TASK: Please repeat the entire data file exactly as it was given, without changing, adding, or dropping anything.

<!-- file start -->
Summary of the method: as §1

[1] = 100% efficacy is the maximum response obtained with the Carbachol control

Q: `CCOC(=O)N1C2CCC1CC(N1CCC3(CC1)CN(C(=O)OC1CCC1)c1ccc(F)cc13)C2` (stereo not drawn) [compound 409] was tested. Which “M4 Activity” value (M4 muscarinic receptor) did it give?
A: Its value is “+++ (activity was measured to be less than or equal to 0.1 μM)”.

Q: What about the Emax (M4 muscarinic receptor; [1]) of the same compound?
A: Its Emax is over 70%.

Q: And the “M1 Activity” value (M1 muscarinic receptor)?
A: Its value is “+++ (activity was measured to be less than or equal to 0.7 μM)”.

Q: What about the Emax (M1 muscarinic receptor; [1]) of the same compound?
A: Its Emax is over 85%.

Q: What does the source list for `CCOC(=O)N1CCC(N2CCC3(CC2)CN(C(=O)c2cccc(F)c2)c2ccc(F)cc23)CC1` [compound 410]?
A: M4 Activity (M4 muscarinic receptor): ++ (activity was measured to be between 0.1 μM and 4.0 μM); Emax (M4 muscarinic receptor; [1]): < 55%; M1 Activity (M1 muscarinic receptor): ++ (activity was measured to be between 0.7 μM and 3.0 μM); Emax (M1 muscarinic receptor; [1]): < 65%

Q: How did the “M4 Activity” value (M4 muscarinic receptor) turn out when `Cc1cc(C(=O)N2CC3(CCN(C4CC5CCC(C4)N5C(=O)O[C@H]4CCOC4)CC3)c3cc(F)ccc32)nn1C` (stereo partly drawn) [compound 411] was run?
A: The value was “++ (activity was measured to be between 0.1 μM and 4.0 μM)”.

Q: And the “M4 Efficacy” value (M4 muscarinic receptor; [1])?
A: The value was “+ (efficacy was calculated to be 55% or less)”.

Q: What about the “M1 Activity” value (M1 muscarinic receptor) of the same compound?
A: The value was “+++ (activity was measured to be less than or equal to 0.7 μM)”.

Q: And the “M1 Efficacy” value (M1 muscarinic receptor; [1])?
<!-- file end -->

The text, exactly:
Summary of the method: as §1

[1] = 100% efficacy is the maximum response obtained with the Carbachol control

Q: `CCOC(=O)N1C2CCC1CC(N1CCC3(CC1)CN(C(=O)OC1CCC1)c1ccc(F)cc13)C2` (stereo not drawn) [compound 409] was tested. Which “M4 Activity” value (M4 muscarinic receptor) did it give?
A: Its value is “+++ (activity was measured to be less than or equal to 0.1 μM)”.

Q: What about the Emax (M4 muscarinic receptor; [1]) of the same compound?
A: Its Emax is over 70%.

Q: And the “M1 Activity” value (M1 muscarinic receptor)?
A: Its value is “+++ (activity was measured to be less than or equal to 0.7 μM)”.

Q: What about the Emax (M1 muscarinic receptor; [1]) of the same compound?
A: Its Emax is over 85%.

Q: What does the source list for `CCOC(=O)N1CCC(N2CCC3(CC2)CN(C(=O)c2cccc(F)c2)c2ccc(F)cc23)CC1` [compound 410]?
A: M4 Activity (M4 muscarinic receptor): ++ (activity was measured to be between 0.1 μM and 4.0 μM); Emax (M4 muscarinic receptor; [1]): < 55%; M1 Activity (M1 muscarinic receptor): ++ (activity was measured to be between 0.7 μM and 3.0 μM); Emax (M1 muscarinic receptor; [1]): < 65%

Q: How did the “M4 Activity” value (M4 muscarinic receptor) turn out when `Cc1cc(C(=O)N2CC3(CCN(C4CC5CCC(C4)N5C(=O)O[C@H]4CCOC4)CC3)c3cc(F)ccc32)nn1C` (stereo partly drawn) [compound 411] was run?
A: The value was “++ (activity was measured to be between 0.1 μM and 4.0 μM)”.

Q: And the “M4 Efficacy” value (M4 muscarinic receptor; [1])?
A: The value was “+ (efficacy was calculated to be 55% or less)”.

Q: What about the “M1 Activity” value (M1 muscarinic receptor) of the same compound?
A: The value was “+++ (activity was measured to be less than or equal to 0.7 μM)”.

Q: And the “M1 Efficacy” value (M1 muscarinic receptor; [1])?